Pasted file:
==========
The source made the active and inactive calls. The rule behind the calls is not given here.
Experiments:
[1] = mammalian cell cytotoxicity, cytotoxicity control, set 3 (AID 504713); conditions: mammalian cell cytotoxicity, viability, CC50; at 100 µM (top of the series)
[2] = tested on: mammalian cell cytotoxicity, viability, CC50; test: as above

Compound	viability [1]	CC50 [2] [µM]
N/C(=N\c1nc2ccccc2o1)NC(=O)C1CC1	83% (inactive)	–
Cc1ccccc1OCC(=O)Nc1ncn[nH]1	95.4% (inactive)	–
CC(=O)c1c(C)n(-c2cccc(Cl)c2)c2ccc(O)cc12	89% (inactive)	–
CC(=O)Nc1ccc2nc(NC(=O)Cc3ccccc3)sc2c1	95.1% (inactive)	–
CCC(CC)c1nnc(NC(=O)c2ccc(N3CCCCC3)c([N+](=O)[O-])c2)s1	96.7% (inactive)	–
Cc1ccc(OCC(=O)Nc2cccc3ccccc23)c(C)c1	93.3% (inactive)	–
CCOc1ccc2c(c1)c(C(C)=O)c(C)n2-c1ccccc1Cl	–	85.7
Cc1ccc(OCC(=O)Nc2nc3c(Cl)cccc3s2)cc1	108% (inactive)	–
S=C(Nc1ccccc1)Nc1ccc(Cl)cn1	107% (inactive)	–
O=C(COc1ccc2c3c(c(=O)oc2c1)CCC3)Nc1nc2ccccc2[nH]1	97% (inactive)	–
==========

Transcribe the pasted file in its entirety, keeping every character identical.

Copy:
The source made the active and inactive calls. The rule behind the calls is not given here.
Experiments:
[1] = mammalian cell cytotoxicity, cytotoxicity control, set 3 (AID 504713); conditions: mammalian cell cytotoxicity, viability, CC50; at 100 µM (top of the series)
[2] = tested on: mammalian cell cytotoxicity, viability, CC50; test: as above

Compound	viability [1]	CC50 [2] [µM]
N/C(=N\c1nc2ccccc2o1)NC(=O)C1CC1	83% (inactive)	–
Cc1ccccc1OCC(=O)Nc1ncn[nH]1	95.4% (inactive)	–
CC(=O)c1c(C)n(-c2cccc(Cl)c2)c2ccc(O)cc12	89% (inactive)	–
CC(=O)Nc1ccc2nc(NC(=O)Cc3ccccc3)sc2c1	95.1% (inactive)	–
CCC(CC)c1nnc(NC(=O)c2ccc(N3CCCCC3)c([N+](=O)[O-])c2)s1	96.7% (inactive)	–
Cc1ccc(OCC(=O)Nc2cccc3ccccc23)c(C)c1	93.3% (inactive)	–
CCOc1ccc2c(c1)c(C(C)=O)c(C)n2-c1ccccc1Cl	–	85.7
Cc1ccc(OCC(=O)Nc2nc3c(Cl)cccc3s2)cc1	108% (inactive)	–
S=C(Nc1ccccc1)Nc1ccc(Cl)cn1	107% (inactive)	–
O=C(COc1ccc2c3c(c(=O)oc2c1)CCC3)Nc1nc2ccccc2[nH]1	97% (inactive)	–